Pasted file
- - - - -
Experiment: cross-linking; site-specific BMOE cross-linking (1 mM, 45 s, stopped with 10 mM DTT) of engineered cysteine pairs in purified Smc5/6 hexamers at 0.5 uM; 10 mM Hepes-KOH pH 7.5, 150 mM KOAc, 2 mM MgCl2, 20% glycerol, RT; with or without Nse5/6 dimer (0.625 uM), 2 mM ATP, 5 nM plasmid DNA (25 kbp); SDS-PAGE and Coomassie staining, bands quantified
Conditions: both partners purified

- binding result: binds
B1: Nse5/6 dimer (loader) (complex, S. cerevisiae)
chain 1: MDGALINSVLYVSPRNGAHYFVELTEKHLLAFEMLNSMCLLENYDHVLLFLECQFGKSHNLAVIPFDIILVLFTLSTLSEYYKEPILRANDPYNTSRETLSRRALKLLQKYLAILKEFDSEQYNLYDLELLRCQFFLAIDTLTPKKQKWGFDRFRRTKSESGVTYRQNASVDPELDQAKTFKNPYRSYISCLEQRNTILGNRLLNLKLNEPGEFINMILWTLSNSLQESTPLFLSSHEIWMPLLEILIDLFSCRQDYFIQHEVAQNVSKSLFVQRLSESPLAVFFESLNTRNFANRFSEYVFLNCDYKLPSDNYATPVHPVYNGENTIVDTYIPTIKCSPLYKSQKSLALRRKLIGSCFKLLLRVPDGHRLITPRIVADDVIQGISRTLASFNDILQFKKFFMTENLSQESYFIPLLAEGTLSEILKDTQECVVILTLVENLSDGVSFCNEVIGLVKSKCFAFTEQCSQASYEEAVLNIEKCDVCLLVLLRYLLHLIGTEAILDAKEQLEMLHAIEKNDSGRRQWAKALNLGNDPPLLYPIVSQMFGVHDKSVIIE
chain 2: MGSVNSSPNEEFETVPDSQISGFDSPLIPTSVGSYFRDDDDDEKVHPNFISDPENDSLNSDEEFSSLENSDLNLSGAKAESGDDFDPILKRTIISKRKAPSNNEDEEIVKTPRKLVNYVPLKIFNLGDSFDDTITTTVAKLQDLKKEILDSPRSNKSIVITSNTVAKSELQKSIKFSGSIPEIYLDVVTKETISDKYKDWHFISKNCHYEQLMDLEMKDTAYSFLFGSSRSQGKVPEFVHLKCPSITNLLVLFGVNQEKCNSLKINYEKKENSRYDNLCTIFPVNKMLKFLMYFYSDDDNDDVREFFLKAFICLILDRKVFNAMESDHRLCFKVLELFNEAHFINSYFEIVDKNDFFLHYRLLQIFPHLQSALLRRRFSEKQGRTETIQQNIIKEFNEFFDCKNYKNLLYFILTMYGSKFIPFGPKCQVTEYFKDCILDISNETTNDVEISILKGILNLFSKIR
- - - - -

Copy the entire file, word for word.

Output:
Experiment: cross-linking; site-specific BMOE cross-linking (1 mM, 45 s, stopped with 10 mM DTT) of engineered cysteine pairs in purified Smc5/6 hexamers at 0.5 uM; 10 mM Hepes-KOH pH 7.5, 150 mM KOAc, 2 mM MgCl2, 20% glycerol, RT; with or without Nse5/6 dimer (0.625 uM), 2 mM ATP, 5 nM plasmid DNA (25 kbp); SDS-PAGE and Coomassie staining, bands quantified
Conditions: both partners purified

- binding result: binds
B1: Nse5/6 dimer (loader) (complex, S. cerevisiae)
chain 1: MDGALINSVLYVSPRNGAHYFVELTEKHLLAFEMLNSMCLLENYDHVLLFLECQFGKSHNLAVIPFDIILVLFTLSTLSEYYKEPILRANDPYNTSRETLSRRALKLLQKYLAILKEFDSEQYNLYDLELLRCQFFLAIDTLTPKKQKWGFDRFRRTKSESGVTYRQNASVDPELDQAKTFKNPYRSYISCLEQRNTILGNRLLNLKLNEPGEFINMILWTLSNSLQESTPLFLSSHEIWMPLLEILIDLFSCRQDYFIQHEVAQNVSKSLFVQRLSESPLAVFFESLNTRNFANRFSEYVFLNCDYKLPSDNYATPVHPVYNGENTIVDTYIPTIKCSPLYKSQKSLALRRKLIGSCFKLLLRVPDGHRLITPRIVADDVIQGISRTLASFNDILQFKKFFMTENLSQESYFIPLLAEGTLSEILKDTQECVVILTLVENLSDGVSFCNEVIGLVKSKCFAFTEQCSQASYEEAVLNIEKCDVCLLVLLRYLLHLIGTEAILDAKEQLEMLHAIEKNDSGRRQWAKALNLGNDPPLLYPIVSQMFGVHDKSVIIE
chain 2: MGSVNSSPNEEFETVPDSQISGFDSPLIPTSVGSYFRDDDDDEKVHPNFISDPENDSLNSDEEFSSLENSDLNLSGAKAESGDDFDPILKRTIISKRKAPSNNEDEEIVKTPRKLVNYVPLKIFNLGDSFDDTITTTVAKLQDLKKEILDSPRSNKSIVITSNTVAKSELQKSIKFSGSIPEIYLDVVTKETISDKYKDWHFISKNCHYEQLMDLEMKDTAYSFLFGSSRSQGKVPEFVHLKCPSITNLLVLFGVNQEKCNSLKINYEKKENSRYDNLCTIFPVNKMLKFLMYFYSDDDNDDVREFFLKAFICLILDRKVFNAMESDHRLCFKVLELFNEAHFINSYFEIVDKNDFFLHYRLLQIFPHLQSALLRRRFSEKQGRTETIQQNIIKEFNEFFDCKNYKNLLYFILTMYGSKFIPFGPKCQVTEYFKDCILDISNETTNDVEISILKGILNLFSKIR